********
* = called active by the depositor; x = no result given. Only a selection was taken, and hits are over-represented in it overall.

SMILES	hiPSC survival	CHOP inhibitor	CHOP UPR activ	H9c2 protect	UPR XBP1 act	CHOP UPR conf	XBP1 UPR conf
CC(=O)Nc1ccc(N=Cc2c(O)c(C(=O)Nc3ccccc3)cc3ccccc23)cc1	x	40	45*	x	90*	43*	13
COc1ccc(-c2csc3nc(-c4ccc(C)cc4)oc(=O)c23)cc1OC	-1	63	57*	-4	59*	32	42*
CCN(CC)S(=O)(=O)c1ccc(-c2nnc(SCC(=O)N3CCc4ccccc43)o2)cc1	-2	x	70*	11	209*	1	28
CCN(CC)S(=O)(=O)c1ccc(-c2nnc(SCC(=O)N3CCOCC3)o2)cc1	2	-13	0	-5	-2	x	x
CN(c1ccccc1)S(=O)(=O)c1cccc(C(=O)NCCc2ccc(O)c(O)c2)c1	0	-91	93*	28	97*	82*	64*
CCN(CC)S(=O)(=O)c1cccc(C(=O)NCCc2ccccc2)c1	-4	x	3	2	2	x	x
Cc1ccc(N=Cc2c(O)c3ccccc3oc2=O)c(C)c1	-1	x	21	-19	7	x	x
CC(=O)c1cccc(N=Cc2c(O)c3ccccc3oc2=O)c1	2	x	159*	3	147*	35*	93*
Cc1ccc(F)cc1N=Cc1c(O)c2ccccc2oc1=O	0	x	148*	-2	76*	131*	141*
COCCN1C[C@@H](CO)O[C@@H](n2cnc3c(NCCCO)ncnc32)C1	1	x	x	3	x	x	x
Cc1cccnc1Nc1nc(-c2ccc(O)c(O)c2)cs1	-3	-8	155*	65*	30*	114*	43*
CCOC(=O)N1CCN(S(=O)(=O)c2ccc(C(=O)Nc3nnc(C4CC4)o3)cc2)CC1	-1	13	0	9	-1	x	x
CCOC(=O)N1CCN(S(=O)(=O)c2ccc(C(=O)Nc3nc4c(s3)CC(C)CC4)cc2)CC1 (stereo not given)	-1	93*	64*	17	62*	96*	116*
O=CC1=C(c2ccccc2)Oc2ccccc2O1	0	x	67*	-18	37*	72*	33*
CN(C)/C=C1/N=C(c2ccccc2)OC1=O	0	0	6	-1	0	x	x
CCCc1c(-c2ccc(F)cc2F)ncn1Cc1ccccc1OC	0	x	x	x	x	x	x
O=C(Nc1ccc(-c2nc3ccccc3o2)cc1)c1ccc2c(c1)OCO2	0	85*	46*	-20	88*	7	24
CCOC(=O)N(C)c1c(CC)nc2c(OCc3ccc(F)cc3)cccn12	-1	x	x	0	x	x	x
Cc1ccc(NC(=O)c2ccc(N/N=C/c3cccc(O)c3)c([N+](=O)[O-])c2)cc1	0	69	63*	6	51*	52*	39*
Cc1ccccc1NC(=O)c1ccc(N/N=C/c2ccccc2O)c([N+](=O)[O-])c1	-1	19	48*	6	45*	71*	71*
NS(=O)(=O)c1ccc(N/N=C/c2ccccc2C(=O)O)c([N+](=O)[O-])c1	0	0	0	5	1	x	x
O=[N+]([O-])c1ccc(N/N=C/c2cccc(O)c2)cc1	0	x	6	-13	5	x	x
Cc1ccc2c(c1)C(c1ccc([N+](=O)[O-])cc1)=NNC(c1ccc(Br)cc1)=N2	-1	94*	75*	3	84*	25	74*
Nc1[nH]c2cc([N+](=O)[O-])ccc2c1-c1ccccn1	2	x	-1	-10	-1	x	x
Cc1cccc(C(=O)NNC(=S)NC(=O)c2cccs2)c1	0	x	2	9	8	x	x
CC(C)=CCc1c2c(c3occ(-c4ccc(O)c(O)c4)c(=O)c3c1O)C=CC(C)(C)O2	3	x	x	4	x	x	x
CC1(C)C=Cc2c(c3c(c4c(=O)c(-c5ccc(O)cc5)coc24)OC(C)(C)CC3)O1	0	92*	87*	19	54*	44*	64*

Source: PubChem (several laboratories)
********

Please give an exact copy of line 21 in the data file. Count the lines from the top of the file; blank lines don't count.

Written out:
Cc1ccc(NC(=O)c2ccc(N/N=C/c3cccc(O)c3)c([N+](=O)[O-])c2)cc1	0	69	63*	6	51*	52*	39*